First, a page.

By Rabbi Ari Perl
Each Spring, Jews across the globe observe Passover as a celebration of freedom from slavery. But embedded in the biblical narrative of the Exodus from Egypt are radically new ideas that have shaped not only the development of a nascent People of Israel, but also the spiritual and ethical outlook of the monotheistic faith traditions that follow. And one of those ideas has a lot to teach us about how to define a hero, and how to honor them.
Among the most important of these ideas is the democratization of religious experience. In ancient Egypt, religious rite was the domain of a small circle of priests- chief of whom was the Pharaoh- who served as intermediaries between the people and their gods. This exclusive group was revered in Egyptian society and honored with the building of great edifices. But when Moses demands a three-day furlough for the Hebrew slaves to worship the God of Israel, he insists that the entire nation participate in the experience: men and women, young and old (Exodus 10:9). Pharaoh responds with incredulity: if this furlough were truly for the purpose of worship, a group of men to serve as ‘priests’ would more than suffice.
This concept is further amplified in God’s marching orders for His newly freed people: “And you shall be for me a nation of priests…” (Exodus 19:6). What exactly is a ‘nation of priests’? Of course, the People of Israel would have their designated spiritual leaders. But for Judaism, and the monotheistic faith traditions that followed, the role of the religious hero is not to BE the people’s connection to the Divine, but rather to inspire, educate, model and facilitate each individual’s direct connection with God, thereby giving rise to a ‘nation of priests.’
Over the past year, we have all become acutely aware of the healthcare heroes fighting on the front lines of the war against Covid-19. We are amazed by their skill, moved by their compassion, awed by their dedication, and uplifted by their selfless sacrifice. But as much as we want to honor our healthcare heroes, we must resist the powerful urge to turn them into a ‘priestly class,’ admired and venerated from afar. Doing so only diminishes their greatness and detracts from their legacy.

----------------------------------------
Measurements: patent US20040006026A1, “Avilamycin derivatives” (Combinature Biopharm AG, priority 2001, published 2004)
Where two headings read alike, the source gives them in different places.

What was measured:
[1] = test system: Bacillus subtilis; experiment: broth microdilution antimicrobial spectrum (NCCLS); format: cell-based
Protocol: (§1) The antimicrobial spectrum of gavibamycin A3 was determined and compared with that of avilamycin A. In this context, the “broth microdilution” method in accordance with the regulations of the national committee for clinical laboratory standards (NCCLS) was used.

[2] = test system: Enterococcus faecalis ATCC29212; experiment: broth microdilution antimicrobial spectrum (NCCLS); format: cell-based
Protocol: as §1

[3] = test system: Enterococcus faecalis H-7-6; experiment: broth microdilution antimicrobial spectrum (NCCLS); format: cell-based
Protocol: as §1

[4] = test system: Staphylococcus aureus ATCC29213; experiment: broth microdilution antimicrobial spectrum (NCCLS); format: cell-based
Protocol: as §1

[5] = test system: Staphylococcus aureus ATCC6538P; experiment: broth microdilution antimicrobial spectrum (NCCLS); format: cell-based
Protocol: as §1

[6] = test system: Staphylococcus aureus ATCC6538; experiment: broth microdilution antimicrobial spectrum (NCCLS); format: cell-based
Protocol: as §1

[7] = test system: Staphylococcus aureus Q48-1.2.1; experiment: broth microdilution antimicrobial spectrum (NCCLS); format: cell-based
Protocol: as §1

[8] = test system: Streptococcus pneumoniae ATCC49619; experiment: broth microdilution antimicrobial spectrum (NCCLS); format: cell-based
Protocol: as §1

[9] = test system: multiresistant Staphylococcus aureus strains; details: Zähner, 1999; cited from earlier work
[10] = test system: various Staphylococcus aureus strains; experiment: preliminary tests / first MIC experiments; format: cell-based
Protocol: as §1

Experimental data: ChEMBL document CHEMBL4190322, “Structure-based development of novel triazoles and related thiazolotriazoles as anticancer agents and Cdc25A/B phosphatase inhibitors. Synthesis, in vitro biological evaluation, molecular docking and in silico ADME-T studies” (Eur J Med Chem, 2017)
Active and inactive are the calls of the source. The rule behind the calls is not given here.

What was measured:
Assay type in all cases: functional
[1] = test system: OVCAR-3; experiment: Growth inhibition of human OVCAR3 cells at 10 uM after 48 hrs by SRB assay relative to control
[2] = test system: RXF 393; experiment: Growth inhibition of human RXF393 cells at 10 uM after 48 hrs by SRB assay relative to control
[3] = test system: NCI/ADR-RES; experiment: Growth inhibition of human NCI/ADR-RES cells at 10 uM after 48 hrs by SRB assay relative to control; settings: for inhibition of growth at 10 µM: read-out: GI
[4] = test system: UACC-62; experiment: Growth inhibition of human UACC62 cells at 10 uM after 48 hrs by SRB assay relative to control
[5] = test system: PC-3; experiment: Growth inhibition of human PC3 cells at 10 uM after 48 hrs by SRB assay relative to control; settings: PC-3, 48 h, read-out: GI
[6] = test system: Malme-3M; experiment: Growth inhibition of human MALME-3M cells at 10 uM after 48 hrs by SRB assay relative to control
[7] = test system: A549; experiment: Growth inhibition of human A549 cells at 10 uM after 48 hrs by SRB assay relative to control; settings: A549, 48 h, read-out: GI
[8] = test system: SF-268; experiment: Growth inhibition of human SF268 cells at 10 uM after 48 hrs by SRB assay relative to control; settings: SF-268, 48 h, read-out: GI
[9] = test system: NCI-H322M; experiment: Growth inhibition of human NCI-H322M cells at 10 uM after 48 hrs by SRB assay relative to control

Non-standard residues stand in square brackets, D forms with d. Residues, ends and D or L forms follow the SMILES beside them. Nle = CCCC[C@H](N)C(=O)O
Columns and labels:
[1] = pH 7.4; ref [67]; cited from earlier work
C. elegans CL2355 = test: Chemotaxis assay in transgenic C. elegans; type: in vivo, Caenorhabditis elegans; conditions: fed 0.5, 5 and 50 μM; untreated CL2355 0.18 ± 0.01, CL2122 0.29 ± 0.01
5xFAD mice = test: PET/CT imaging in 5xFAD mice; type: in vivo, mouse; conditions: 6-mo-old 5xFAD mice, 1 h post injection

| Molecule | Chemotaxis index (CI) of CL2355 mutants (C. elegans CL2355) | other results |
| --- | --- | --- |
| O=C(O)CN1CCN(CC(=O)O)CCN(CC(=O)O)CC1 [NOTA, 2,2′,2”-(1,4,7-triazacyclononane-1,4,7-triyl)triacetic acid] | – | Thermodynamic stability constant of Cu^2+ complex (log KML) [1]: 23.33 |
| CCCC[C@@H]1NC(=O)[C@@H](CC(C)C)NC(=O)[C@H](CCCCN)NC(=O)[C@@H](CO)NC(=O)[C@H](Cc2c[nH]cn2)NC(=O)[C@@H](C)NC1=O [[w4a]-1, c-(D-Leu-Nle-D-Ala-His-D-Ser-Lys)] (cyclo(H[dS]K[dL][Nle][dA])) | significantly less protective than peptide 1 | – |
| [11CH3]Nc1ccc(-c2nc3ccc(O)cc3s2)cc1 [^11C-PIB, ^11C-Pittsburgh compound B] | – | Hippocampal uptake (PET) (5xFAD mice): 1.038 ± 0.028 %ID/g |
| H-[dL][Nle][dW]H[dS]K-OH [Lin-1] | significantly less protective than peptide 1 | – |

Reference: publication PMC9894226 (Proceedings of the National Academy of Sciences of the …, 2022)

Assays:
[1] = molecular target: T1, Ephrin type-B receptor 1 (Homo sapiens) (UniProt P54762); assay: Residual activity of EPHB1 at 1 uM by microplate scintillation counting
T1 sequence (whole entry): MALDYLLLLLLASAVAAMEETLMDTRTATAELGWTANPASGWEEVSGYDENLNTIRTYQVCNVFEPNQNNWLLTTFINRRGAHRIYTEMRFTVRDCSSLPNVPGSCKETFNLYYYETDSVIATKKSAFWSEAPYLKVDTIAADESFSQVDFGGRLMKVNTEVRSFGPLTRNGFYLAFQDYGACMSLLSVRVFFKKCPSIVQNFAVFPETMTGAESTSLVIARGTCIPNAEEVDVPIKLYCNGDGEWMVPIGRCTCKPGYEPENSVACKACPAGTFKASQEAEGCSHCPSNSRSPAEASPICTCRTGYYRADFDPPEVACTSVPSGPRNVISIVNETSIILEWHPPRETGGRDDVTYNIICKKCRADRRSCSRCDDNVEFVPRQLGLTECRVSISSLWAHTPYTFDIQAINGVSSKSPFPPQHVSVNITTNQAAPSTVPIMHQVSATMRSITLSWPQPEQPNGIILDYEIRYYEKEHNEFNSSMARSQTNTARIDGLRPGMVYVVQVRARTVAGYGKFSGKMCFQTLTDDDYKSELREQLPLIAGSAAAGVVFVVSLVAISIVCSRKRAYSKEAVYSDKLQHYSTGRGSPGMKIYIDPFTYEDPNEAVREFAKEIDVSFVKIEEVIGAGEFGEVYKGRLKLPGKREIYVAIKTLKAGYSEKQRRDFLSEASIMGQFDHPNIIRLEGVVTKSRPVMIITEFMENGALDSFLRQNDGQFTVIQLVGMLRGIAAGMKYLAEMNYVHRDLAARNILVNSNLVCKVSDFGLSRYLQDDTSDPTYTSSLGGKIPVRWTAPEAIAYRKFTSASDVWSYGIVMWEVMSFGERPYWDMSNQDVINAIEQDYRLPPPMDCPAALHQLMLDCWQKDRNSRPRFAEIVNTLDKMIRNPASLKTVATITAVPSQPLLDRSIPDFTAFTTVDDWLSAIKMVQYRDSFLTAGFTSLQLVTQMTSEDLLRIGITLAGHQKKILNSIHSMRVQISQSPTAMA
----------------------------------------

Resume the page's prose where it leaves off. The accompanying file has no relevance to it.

If we really want to honor our healthcare heroes, we need to be inspired by their example and follow their lead. There are 110,000 people in the U.S. and 10,000 New Yorkers fighting for their lives as they wait for a kidney, liver, heart or lung transplant. They’re on the ‘waiting list’ for an organ because the healthcare professionals can’t save them. But we can. As we look ahead to both Passover and Donate Life Month (April), we need to summon our own inner strength, tap into our own wellsprings of compassion and courageously join the fight to save lives by becoming organ donors and encouraging others to do the same. By registering as donors, having conversations with family members, and bringing donation awareness programs to our communities, we can transform ourselves into a ‘nation of heroes.’
So what’s the best way to honor our incredible healthcare heroes? Pharaoh might build monuments to this exceptional group. But Moses would say we should become them.
Rabbi Ari Perl is the Vice President of Multicultural Engagement at LiveOnNY. To learn more about the Jewish perspective on organ donation, please click here.